Use Proper Salutations
When corresponding with employers, use the traditional salutation if the name is known (for example, "Dear Ms. Jones"). It's always best to address cover letters to a specific person, but if you cannot obtain a name, use "Dear Hiring Manager." Avoid "Dear Sir or Madam" and "To Whom it May Concern" -- both salutations are outdated.

Stay in the Now
If your resume contains a long work history, keep in mind that employers are most interested in your recent experience.


Cheap Out
Don't try to save money by printing your resume on cheap copy paper instead of good quality stock. Check for typos, grammatical errors, and coffee stains. Use the spellcheck feature on your word processor and ask a friend to review the resume to find mistakes you might have missed.

If your career warrants a two-page resume, then go ahead and create a document that reflects the full range of your experience and accomplishments. Don't reduce the type size to such a degree that your resume becomes difficult to read.

Use Excuses
Don't include the reasons you are no longer working at each job listed on your resume. The phrases "Company sold," "Boss was an idiot" and "Left to make more money" have no place on your resume.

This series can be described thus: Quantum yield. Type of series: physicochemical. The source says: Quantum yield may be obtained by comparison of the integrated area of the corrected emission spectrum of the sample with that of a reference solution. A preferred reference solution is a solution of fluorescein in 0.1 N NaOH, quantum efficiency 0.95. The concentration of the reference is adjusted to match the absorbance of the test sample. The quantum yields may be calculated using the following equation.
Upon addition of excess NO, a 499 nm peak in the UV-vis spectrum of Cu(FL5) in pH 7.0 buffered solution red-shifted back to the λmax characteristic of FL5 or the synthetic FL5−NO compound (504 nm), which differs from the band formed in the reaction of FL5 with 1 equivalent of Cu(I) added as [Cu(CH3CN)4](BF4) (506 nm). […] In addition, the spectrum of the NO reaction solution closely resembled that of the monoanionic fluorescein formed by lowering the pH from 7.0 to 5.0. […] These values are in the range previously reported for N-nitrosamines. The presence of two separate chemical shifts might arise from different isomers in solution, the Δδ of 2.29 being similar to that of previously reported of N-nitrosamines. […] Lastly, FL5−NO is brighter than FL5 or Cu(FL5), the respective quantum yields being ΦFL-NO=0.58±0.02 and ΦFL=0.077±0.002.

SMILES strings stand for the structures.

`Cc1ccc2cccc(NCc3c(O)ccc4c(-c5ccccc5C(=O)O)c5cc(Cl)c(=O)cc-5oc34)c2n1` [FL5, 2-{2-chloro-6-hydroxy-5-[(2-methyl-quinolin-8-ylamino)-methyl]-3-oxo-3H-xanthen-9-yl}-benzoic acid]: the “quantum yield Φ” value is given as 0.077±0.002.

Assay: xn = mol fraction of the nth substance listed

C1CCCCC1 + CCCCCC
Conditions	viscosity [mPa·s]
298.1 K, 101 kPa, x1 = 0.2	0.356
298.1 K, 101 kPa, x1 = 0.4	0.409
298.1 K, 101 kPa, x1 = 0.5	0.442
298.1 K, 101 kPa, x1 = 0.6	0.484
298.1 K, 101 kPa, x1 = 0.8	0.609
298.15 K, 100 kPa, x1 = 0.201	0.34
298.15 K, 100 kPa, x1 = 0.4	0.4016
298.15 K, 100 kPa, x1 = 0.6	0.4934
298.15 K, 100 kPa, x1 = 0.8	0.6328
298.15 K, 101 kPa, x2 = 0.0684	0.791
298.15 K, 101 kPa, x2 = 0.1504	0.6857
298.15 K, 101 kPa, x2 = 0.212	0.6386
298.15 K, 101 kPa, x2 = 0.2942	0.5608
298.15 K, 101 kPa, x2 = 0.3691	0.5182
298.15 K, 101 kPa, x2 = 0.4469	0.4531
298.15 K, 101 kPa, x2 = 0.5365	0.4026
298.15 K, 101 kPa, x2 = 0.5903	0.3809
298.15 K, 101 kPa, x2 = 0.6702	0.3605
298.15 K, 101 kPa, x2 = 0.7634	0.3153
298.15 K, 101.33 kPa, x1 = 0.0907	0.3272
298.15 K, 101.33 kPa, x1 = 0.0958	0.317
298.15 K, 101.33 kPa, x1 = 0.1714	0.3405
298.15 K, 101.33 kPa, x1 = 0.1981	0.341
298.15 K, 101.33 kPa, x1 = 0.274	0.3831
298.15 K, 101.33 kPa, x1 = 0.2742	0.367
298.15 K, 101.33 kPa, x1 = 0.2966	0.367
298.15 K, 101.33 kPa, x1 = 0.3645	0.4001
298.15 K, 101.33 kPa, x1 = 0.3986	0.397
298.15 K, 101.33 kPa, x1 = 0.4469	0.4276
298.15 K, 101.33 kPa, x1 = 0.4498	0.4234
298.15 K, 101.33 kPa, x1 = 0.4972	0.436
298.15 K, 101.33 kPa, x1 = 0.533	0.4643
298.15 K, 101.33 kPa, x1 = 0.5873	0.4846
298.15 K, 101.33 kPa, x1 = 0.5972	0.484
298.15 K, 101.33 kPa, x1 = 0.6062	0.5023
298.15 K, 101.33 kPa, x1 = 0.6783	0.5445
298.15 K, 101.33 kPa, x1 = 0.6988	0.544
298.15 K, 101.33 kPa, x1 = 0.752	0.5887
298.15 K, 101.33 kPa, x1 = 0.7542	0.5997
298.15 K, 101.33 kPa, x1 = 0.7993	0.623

Don't mail out your resume to every ad in the Saturday newspaper. If you are not even remotely qualified for a position, don't apply. Read the ads, determine if you have the right credentials and save the wear and tear on your printer.

Add In Unwanted Attachments
When you send out your resume, don't include copies of transcripts, letters of recommendation or awards, unless you are specifically asked to do so. If you are called in for an interview, you may bring these extra materials along in your briefcase for show-and-tell.

Get Personal
Personal information does not belong on a resume in North America. Don't include information on your marital status, age, race, family or hobbies.

So what makes a good impression on a wily recruiter like Scott?

"Someone who's well-prepared all around," she says. "They've dressed appropriately for the interview. They arrived on time or even a few minutes early. They've done some research on the company, and they have a list of questions they want to ask. They understand why they're here. They're articulate and prepared in general."

And besides a sundress and Birkenstocks, what can kill an interview before it gets started? "The worst mistake someone can make for an interview is being late," Scott says. "Honestly, I don't care what the traffic was. There's absolutely no excuse for that -- ever. I will frequently just not interview someone who is late."

� Monster 2006